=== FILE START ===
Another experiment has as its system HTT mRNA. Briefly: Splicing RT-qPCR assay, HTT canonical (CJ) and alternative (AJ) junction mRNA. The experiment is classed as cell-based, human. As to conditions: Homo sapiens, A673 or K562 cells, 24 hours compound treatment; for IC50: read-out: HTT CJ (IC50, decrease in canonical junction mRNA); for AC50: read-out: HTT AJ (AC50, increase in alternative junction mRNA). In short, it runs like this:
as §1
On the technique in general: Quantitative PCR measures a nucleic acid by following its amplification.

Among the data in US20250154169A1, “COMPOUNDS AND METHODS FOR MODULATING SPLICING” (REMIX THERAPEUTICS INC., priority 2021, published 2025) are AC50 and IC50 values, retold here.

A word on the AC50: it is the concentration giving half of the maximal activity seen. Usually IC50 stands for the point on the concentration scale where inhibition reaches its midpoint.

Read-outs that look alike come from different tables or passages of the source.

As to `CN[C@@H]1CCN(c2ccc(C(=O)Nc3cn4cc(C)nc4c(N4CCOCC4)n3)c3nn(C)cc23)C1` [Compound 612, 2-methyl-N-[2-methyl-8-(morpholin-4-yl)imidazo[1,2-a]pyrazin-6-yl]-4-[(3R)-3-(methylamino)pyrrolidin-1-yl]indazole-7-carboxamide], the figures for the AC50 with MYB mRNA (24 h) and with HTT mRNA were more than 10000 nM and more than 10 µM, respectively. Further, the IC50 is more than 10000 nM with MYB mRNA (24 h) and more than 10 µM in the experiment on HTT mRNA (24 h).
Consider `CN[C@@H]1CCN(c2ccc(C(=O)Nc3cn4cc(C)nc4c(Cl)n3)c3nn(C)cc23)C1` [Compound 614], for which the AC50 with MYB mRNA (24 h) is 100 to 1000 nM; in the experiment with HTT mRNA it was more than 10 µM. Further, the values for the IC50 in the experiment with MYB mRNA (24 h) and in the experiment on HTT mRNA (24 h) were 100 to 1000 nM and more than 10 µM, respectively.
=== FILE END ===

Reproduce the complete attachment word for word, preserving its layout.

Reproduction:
Another experiment has as its system HTT mRNA. Briefly: Splicing RT-qPCR assay, HTT canonical (CJ) and alternative (AJ) junction mRNA. The experiment is classed as cell-based, human. As to conditions: Homo sapiens, A673 or K562 cells, 24 hours compound treatment; for IC50: read-out: HTT CJ (IC50, decrease in canonical junction mRNA); for AC50: read-out: HTT AJ (AC50, increase in alternative junction mRNA). In short, it runs like this:
as §1
On the technique in general: Quantitative PCR measures a nucleic acid by following its amplification.

Among the data in US20250154169A1, “COMPOUNDS AND METHODS FOR MODULATING SPLICING” (REMIX THERAPEUTICS INC., priority 2021, published 2025) are AC50 and IC50 values, retold here.

A word on the AC50: it is the concentration giving half of the maximal activity seen. Usually IC50 stands for the point on the concentration scale where inhibition reaches its midpoint.

Read-outs that look alike come from different tables or passages of the source.

As to `CN[C@@H]1CCN(c2ccc(C(=O)Nc3cn4cc(C)nc4c(N4CCOCC4)n3)c3nn(C)cc23)C1` [Compound 612, 2-methyl-N-[2-methyl-8-(morpholin-4-yl)imidazo[1,2-a]pyrazin-6-yl]-4-[(3R)-3-(methylamino)pyrrolidin-1-yl]indazole-7-carboxamide], the figures for the AC50 with MYB mRNA (24 h) and with HTT mRNA were more than 10000 nM and more than 10 µM, respectively. Further, the IC50 is more than 10000 nM with MYB mRNA (24 h) and more than 10 µM in the experiment on HTT mRNA (24 h).
Consider `CN[C@@H]1CCN(c2ccc(C(=O)Nc3cn4cc(C)nc4c(Cl)n3)c3nn(C)cc23)C1` [Compound 614], for which the AC50 with MYB mRNA (24 h) is 100 to 1000 nM; in the experiment with HTT mRNA it was more than 10 µM. Further, the values for the IC50 in the experiment with MYB mRNA (24 h) and in the experiment on HTT mRNA (24 h) were 100 to 1000 nM and more than 10 µM, respectively.